The big ah-ha for me regards folliculogenesis is that if you count back from the day of ovulation, the eggs in your ovaries truly are a product of your lifestyle in the preceding 70 days. And most importantly in the preceding 15-20 days, when the follicle undergoes the most rapid growth spurt and the remaining eggs are the ones already deemed to be the best by your body at that stage.

Follicular Fluid

I mentioned follicular fluid above, which is present in the hormone dependent growth stage, in each follicle.

The rate of follicular fluid formation in the final days before ovulation rises about 50-fold above that of the previous phase, and substances in our body can flow freely into and out of the fluid cavity in the follicle. In fact, hormones flow into the fluid in order to influence the growth (or atresia) of the follicle – hence why the follicle is not hormone dependent before the antral follicle stage.

Studies have shown that BPA makes it into follicular fluid, as does caffeine, cadmium (smokers), the broken down products of alcohol, and glucose (which is toxic to the body unless it is used by cells for energy).

Basically, what we eat, and what we are exposed to, finds it way in microscopic form right up to the nutrient delivery system of our growing eggs.


I think I’ve been focusing far too heavily on the two week wait, and early pregnancy. Given I get pregnant and keep losing them, I suppose this is understandable – why would I have thought there was an issue with what was happening before fertilisation took place?

But I hadn’t realised the complexities of what goes on to create an egg – especially in the two weeks before ovulation and the vitally important days leading up to ovulation.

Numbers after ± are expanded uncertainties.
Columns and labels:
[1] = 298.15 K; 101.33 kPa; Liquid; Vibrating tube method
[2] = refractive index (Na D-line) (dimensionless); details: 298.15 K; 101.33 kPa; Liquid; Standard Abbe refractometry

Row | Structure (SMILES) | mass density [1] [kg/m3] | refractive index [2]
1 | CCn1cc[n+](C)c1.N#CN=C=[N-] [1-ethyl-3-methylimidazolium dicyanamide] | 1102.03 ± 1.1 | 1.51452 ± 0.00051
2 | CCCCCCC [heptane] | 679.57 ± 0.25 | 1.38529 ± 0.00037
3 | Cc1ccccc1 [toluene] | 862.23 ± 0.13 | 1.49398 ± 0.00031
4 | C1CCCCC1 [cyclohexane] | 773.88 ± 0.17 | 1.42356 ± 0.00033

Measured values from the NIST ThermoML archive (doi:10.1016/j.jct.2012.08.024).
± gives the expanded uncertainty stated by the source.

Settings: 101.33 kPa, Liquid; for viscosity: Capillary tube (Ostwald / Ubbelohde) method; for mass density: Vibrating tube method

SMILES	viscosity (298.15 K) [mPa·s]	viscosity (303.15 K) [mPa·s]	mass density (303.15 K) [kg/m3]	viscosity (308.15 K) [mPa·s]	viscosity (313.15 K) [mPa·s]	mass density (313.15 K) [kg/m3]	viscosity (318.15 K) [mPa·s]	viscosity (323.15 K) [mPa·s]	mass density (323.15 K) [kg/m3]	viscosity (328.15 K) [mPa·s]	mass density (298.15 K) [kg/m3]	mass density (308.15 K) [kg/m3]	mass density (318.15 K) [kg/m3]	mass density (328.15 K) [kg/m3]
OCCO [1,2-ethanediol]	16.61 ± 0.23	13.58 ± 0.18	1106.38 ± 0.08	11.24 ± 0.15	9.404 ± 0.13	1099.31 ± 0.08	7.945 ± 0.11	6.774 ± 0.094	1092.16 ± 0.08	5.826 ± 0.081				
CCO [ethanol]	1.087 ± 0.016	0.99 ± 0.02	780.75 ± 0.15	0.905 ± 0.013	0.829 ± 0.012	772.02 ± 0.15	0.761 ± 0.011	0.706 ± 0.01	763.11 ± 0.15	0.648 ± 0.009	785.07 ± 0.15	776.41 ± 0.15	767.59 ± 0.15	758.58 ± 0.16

I know that at least one of our losses was chromosomal, and I suspect my missed miscarriage was too, because the consultant at the time said the sac and baby did not look normal (stopped growing three weeks earlier).

Saying that, I have had one loss tested which was chromosomally normal, although I was still eating gluten at the time and I know my body had a high level of systemic inflammation back then.

I’m pretty sure there isn’t a single answer that will cover all my losses, but going forward, and given my rapidly advancing maternal age (ha ha), care of my eggs should be a priority at this point.

Which leads me onto my next post: what we’re going to do now.

PS If you’ve read this far, you deserve a medal.


Physiological factors underlying the formation of ovarian follicular fluid

How does the biological clock work?

Folliculogenesis (Wikipedia)

Ovulation (Human Embryology)

Oogenesis (Human Embryology)

Follicle growth and development

13 thoughts on “The Life of An Egg – Folliculogenesis And Oogenesis”

  1. Very interesting, thanks for sharing, Rose! I read your last post, but haven’t had a chance to comment yet. I think that “line in the sand” comment is BS! Obviously you don’t want to draw a line in the sand, that’s why you were there. People need to think before they speak, especially doctors!

  2. Yay! Medal for me even though it is my bedtime I read ll the way. lol

    I love this quote:
    “It’s estimated that around 1,000 eggs are lost each month”

    Well that explains what happens to all the eggs we get at birth. I honestly always wondered about that. Where did they all go? Especially when stimulation doesn’t bring hundreds of them.

    This is all really helpful for me moving forward and really confirms that whole thought process for me that “food is medicine”. if you can keep it clean and healthy for a prolonged period of time then you chances of success are higher. I truly believe that.

    Thanks for this super informative post. Now off to bed x

    • Yep – same here – I truly think, now more than ever, that what we eat and drink, along with our environment is the best way of swinging the odds in our favour. Extra large medal for you for reading it all AND so late at night!! Xxx